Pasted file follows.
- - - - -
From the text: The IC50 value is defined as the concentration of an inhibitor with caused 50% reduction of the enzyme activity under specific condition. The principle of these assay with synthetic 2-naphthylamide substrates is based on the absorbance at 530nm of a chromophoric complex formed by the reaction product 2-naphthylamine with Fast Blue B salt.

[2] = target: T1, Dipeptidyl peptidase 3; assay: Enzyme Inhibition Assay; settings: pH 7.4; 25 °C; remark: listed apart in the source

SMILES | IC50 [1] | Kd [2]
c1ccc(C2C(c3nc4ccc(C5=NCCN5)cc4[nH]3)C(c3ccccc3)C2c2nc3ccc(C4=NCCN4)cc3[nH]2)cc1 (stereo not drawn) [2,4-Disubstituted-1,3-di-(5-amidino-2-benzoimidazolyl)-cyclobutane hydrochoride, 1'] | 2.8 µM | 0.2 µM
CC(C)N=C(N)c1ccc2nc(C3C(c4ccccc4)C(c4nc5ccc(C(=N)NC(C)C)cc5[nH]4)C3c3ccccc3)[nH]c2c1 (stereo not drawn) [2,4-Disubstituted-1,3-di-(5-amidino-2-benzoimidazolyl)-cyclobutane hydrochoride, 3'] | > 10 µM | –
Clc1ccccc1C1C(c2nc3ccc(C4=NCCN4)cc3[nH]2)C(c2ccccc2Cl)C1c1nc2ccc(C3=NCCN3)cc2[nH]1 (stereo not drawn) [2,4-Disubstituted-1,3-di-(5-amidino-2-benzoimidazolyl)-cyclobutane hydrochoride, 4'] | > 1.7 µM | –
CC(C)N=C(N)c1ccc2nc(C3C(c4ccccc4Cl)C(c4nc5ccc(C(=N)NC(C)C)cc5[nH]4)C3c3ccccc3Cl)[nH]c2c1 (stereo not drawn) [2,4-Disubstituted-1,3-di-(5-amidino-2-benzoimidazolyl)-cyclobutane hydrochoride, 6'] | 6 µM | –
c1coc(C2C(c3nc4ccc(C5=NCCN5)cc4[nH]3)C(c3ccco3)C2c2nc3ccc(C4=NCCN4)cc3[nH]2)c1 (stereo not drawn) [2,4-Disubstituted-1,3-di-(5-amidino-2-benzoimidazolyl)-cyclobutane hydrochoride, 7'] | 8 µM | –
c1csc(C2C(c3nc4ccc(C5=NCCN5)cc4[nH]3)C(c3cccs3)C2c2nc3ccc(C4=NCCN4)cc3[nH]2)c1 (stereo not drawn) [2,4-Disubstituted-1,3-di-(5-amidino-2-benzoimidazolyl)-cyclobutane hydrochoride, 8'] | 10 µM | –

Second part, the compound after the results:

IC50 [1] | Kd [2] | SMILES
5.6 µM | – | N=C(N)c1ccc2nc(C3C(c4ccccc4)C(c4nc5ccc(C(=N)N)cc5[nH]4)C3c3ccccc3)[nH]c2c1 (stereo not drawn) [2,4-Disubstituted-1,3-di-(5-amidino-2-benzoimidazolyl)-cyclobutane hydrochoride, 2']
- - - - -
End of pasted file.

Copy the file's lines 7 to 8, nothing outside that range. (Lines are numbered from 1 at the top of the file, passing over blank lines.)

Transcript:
CC(C)N=C(N)c1ccc2nc(C3C(c4ccccc4Cl)C(c4nc5ccc(C(=N)NC(C)C)cc5[nH]4)C3c3ccccc3Cl)[nH]c2c1 (stereo not drawn) [2,4-Disubstituted-1,3-di-(5-amidino-2-benzoimidazolyl)-cyclobutane hydrochoride, 6'] | 6 µM | –
c1coc(C2C(c3nc4ccc(C5=NCCN5)cc4[nH]3)C(c3ccco3)C2c2nc3ccc(C4=NCCN4)cc3[nH]2)c1 (stereo not drawn) [2,4-Disubstituted-1,3-di-(5-amidino-2-benzoimidazolyl)-cyclobutane hydrochoride, 7'] | 8 µM | –